top of page

Private Lessons

Large ensemble rehearsals, by nature, limit the ability of any director to interact with students and address their individual skills.  Though not required, only the students who take advantage of private instruction will truly realize their full potential.  A private teacher who specializes in teaching the instrument your child plays will be able to work with you and your child to design a course of study that best suits your child’s learning style and musical interests.  It is no coincidence that the majority of students who audition successfully for All County and All State ensembles study with great private teachers.

Although it is quite common for middle and high school students to take private lessons, you should consider several factors before you enroll your child:

  • First, be certain that your child is really interested in taking private lessons!  If not, the experience is likely to be negative for all involved.

  • Second, talk with your child about his/her musical interests and reasons for wanting to take private lessons.  Students may want to take private lessons because:

    • they are ahead of the class and want to continue to be challenged

    • they are behind the rest of the class and want extra help to catch-up

    • they want to learn specific techniques and/or styles of music not taught in school (e.g. jazz improvisation)

    • they simply want additional help with their school band/orchestra music

    • they want to audition for youth orchestras, participate in music festivals, and/or enter competitions

    • they want to continue their musical study over the summer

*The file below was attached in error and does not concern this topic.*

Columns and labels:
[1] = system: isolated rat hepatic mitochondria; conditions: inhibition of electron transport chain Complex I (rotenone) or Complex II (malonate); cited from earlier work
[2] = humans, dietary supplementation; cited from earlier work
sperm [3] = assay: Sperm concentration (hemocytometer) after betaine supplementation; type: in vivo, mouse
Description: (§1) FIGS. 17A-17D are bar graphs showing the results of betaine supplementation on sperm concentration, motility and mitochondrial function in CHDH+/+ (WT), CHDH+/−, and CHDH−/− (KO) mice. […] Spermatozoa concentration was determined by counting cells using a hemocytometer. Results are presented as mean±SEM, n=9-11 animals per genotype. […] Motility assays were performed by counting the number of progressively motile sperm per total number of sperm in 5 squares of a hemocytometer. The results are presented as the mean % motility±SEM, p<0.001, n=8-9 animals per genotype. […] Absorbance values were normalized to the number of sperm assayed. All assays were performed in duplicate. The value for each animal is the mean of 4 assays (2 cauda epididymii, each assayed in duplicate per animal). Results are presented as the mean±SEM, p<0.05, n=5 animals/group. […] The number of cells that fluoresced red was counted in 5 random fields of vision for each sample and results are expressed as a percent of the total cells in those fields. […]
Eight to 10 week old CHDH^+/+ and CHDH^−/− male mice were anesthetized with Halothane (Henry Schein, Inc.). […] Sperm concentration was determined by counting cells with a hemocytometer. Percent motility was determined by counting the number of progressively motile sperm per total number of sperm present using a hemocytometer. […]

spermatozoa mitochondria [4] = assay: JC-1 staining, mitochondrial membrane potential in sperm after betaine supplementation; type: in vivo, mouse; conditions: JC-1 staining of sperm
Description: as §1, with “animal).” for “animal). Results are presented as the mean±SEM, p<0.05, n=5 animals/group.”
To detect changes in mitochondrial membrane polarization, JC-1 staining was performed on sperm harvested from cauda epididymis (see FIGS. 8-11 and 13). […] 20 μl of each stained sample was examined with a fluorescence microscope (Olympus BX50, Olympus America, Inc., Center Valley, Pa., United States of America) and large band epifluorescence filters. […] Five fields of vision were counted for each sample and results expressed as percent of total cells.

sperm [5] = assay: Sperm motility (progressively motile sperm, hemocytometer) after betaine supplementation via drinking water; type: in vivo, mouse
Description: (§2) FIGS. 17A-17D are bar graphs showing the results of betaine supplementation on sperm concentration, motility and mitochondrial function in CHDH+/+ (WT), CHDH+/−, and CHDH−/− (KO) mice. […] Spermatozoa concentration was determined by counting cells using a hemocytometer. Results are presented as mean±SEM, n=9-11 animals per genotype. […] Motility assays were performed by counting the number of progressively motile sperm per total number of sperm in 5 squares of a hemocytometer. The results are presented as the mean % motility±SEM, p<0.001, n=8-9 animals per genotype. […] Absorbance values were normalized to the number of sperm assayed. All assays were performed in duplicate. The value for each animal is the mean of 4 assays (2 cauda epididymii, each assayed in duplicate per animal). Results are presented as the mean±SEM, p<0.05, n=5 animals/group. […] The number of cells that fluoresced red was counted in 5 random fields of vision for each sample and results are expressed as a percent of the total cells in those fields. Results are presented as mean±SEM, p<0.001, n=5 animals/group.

A good teacher will customize lesson material and speed of progress, not only by the student’s abilities, but also by the student’s interests and goals.  Be certain to mention these interests and goals to the prospective teacher when you contact them, as some teachers specialize in certain types of music and/or prefer to teach students of only certain ages or ability levels.

  • Third, make sure that both you and your child are able and willing to make a commitment to private lessons.  Regular attendance at lessons and careful home practice are absolutely necessary for success.  Be certain that you, your child, and the private teacher discuss expectations before you begin the first lesson.

  • Fourth, make sure that the teacher is qualified.  Your school music teacher should be able to recommend several qualified teachers.  By asking your school music teacher for a recommendation, you are more likely to find a private teacher whose teaching methods and expectations are compatible with what your child is learning in school, thereby increasing your child’s chances for success.

  • Fifth, consider the cost of lessons.  There are many levels of private teachers, and the price range will vary accordingly.  However, $25 per weekly half-hour lesson is about average.  Always try to find the most qualified teacher that you can afford.

Private lessons can be a tremendous influence on a young person’s self-esteem, development of discipline, and understanding of commitment.  By understanding all that is involved with private lessons before you enroll your child, you can help ensure that your child will derive the maximum benefit from the experience.

bottom of page